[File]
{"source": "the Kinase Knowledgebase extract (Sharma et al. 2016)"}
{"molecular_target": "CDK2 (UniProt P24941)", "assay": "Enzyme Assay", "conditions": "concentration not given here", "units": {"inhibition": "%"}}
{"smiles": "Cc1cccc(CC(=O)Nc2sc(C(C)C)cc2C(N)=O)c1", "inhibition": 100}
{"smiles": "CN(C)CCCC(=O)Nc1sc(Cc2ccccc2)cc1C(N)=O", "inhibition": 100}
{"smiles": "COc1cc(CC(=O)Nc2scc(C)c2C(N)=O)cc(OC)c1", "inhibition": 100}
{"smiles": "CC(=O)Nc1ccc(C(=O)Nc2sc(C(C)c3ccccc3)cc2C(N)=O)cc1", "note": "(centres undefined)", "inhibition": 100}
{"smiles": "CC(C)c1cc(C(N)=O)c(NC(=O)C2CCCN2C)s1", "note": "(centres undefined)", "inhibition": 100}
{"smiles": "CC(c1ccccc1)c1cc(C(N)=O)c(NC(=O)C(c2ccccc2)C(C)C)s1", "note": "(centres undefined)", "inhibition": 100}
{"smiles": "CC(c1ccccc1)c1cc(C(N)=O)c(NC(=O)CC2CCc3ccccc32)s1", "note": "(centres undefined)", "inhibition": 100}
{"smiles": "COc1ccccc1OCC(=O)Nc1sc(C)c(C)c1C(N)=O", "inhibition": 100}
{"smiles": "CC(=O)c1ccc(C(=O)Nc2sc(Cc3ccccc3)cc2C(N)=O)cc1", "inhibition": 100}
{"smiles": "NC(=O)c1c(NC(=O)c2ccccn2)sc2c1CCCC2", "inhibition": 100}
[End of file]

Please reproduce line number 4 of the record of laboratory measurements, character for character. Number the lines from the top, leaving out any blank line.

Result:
{"smiles": "CN(C)CCCC(=O)Nc1sc(Cc2ccccc2)cc1C(N)=O", "inhibition": 100}